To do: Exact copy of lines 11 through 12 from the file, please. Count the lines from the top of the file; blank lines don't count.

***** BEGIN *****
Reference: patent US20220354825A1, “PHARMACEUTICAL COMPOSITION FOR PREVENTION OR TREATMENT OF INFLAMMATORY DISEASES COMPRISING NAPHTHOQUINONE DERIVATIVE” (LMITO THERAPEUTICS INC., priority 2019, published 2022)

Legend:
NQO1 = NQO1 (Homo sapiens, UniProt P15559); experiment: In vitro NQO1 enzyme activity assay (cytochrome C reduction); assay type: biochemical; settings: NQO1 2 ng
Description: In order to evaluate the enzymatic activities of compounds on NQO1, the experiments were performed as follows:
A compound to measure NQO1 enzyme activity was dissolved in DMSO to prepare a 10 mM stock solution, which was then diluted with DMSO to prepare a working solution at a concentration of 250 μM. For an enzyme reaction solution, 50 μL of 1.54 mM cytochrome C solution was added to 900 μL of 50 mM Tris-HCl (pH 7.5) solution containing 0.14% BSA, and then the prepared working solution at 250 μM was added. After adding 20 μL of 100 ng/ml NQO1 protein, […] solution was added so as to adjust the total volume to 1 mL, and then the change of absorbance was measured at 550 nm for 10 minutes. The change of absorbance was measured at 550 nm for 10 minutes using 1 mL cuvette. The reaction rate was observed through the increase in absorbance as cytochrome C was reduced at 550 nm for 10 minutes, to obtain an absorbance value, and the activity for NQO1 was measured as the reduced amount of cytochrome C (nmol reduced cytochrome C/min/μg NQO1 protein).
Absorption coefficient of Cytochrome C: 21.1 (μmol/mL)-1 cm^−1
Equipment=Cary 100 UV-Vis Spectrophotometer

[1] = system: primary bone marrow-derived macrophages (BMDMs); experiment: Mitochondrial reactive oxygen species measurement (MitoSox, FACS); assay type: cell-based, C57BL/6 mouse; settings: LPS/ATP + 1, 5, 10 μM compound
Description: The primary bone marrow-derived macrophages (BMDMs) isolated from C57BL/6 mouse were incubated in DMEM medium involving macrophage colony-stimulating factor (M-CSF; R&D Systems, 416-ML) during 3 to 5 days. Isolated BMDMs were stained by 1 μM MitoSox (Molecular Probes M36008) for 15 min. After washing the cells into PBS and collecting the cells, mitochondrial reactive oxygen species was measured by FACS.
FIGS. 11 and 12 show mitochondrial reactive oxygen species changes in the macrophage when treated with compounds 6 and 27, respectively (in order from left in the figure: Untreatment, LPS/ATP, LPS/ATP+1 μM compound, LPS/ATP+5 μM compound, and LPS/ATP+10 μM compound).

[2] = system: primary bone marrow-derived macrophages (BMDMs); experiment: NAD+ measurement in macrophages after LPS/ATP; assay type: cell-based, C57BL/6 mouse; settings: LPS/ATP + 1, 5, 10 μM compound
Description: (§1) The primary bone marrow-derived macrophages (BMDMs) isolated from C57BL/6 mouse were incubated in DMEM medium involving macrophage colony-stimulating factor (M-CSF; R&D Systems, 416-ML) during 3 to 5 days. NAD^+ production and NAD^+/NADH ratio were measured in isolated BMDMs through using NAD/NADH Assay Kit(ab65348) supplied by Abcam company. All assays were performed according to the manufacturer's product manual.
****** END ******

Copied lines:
[2] = system: primary bone marrow-derived macrophages (BMDMs); experiment: NAD+ measurement in macrophages after LPS/ATP; assay type: cell-based, C57BL/6 mouse; settings: LPS/ATP + 1, 5, 10 μM compound
Description: (§1) The primary bone marrow-derived macrophages (BMDMs) isolated from C57BL/6 mouse were incubated in DMEM medium involving macrophage colony-stimulating factor (M-CSF; R&D Systems, 416-ML) during 3 to 5 days. NAD^+ production and NAD^+/NADH ratio were measured in isolated BMDMs through using NAD/NADH Assay Kit(ab65348) supplied by Abcam company. All assays were performed according to the manufacturer's product manual.